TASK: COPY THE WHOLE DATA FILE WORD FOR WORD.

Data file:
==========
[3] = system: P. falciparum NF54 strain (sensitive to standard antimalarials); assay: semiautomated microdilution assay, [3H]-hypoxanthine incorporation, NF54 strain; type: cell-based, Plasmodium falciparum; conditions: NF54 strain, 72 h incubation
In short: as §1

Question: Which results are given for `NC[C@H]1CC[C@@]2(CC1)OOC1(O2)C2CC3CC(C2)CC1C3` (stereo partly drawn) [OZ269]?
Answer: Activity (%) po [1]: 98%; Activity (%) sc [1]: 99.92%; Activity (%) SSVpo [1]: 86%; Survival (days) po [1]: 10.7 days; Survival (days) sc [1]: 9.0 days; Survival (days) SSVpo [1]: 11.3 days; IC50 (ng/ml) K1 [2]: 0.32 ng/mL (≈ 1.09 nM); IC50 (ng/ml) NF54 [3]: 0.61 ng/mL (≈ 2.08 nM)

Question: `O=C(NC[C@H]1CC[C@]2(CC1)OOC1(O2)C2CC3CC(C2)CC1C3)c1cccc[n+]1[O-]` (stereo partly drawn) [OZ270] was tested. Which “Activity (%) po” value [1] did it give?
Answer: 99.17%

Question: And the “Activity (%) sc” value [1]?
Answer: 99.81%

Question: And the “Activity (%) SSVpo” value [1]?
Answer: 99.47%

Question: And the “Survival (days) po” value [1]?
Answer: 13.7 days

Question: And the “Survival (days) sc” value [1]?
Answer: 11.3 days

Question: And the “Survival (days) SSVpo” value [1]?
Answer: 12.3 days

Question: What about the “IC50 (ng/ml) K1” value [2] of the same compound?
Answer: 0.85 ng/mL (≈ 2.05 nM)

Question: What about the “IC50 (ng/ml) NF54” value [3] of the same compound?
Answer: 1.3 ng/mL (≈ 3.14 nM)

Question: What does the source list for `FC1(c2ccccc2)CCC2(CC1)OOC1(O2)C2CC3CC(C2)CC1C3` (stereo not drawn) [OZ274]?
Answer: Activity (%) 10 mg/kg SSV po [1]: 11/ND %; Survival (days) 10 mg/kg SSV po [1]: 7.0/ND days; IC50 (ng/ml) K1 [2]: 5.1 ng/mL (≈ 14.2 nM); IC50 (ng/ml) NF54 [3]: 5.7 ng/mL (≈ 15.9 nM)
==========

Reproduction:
[3] = system: P. falciparum NF54 strain (sensitive to standard antimalarials); assay: semiautomated microdilution assay, [3H]-hypoxanthine incorporation, NF54 strain; type: cell-based, Plasmodium falciparum; conditions: NF54 strain, 72 h incubation
In short: as §1

Question: Which results are given for `NC[C@H]1CC[C@@]2(CC1)OOC1(O2)C2CC3CC(C2)CC1C3` (stereo partly drawn) [OZ269]?
Answer: Activity (%) po [1]: 98%; Activity (%) sc [1]: 99.92%; Activity (%) SSVpo [1]: 86%; Survival (days) po [1]: 10.7 days; Survival (days) sc [1]: 9.0 days; Survival (days) SSVpo [1]: 11.3 days; IC50 (ng/ml) K1 [2]: 0.32 ng/mL (≈ 1.09 nM); IC50 (ng/ml) NF54 [3]: 0.61 ng/mL (≈ 2.08 nM)

Question: `O=C(NC[C@H]1CC[C@]2(CC1)OOC1(O2)C2CC3CC(C2)CC1C3)c1cccc[n+]1[O-]` (stereo partly drawn) [OZ270] was tested. Which “Activity (%) po” value [1] did it give?
Answer: 99.17%

Question: And the “Activity (%) sc” value [1]?
Answer: 99.81%

Question: And the “Activity (%) SSVpo” value [1]?
Answer: 99.47%

Question: And the “Survival (days) po” value [1]?
Answer: 13.7 days

Question: And the “Survival (days) sc” value [1]?
Answer: 11.3 days

Question: And the “Survival (days) SSVpo” value [1]?
Answer: 12.3 days

Question: What about the “IC50 (ng/ml) K1” value [2] of the same compound?
Answer: 0.85 ng/mL (≈ 2.05 nM)

Question: What about the “IC50 (ng/ml) NF54” value [3] of the same compound?
Answer: 1.3 ng/mL (≈ 3.14 nM)

Question: What does the source list for `FC1(c2ccccc2)CCC2(CC1)OOC1(O2)C2CC3CC(C2)CC1C3` (stereo not drawn) [OZ274]?
Answer: Activity (%) 10 mg/kg SSV po [1]: 11/ND %; Survival (days) 10 mg/kg SSV po [1]: 7.0/ND days; IC50 (ng/ml) K1 [2]: 5.1 ng/mL (≈ 14.2 nM); IC50 (ng/ml) NF54 [3]: 5.7 ng/mL (≈ 15.9 nM)